The Harvard University Science Center, the largest building ever built for the university at the time of its completion, comprises nine stories, plus a basement and observatory floor, and is sited at the meeting point of a number of pedestrian paths that connect Harvard's north and south Cambridge campuses. These paths are continued into the building in the form of a glass-roofed, brick-paved arcade. The building's major public functions open off this arcade, including (at one time) the 200,000-volume Cabot Science Library, four lecture halls seating a total of 1, 200, and centralized food concession area with an adjacent landscaped courtyard.

The Science Center contains fully-equipped laboratories for physics, chemistry, biology, geology, and astronomy, and office wings for the departments of Mathematics, Statistics, and History of Science. Other academic amenities include Media and Technology Services, the bustling Natural Sciences Lecture Demonstrations office, the Language Center, and the offices and exhibition galleries for Harvard's Collection of Historical Scientific Instruments. The building also includes five large lecture halls seating between 132 and 500, 16 smaller general-use classrooms, rooftop astronomical observatory with large telescopes, and faculty and staff offices.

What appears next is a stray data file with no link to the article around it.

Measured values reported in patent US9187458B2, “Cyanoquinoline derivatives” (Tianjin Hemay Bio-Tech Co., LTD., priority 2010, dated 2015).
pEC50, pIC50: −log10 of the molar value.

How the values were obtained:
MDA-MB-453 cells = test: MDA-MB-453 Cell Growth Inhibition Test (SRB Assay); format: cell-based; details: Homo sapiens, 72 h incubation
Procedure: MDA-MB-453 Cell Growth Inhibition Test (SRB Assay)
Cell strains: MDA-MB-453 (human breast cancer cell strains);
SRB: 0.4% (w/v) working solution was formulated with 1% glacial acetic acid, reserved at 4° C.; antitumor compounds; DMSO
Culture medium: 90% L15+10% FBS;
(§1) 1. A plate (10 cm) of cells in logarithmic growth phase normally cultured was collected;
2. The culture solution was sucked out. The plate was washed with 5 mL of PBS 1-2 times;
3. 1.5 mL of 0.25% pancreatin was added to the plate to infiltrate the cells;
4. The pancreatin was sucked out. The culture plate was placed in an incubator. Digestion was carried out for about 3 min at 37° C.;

Chilled water facilities in the basement and on the roof of the building supply chilled water and electrical power distribution for the entire north campus.

The Science Center was built in 1972 and opened in 1973 after a design by Josep Lluís Sert (then dean of the Harvard Graduate School of Design). The Science Center cost $17 million, plus $6 million for the chilled water plant. For more information on the history of the building see the History page on this website.

The Plaza

The plaza between the Science Center and Harvard Yard, created by the depression of Cambridge Street and Broadway, is used at various times for food trucks, roller skating, ice skating, and other activities such as markets and concerts. Tents are erected for special events such as Commencement. An installation of large boulders and landscaping operates as a fountain during good weather. For information regarding events on the plaza visit the website for Common Spaces.

           The Plaza seen from the Science Center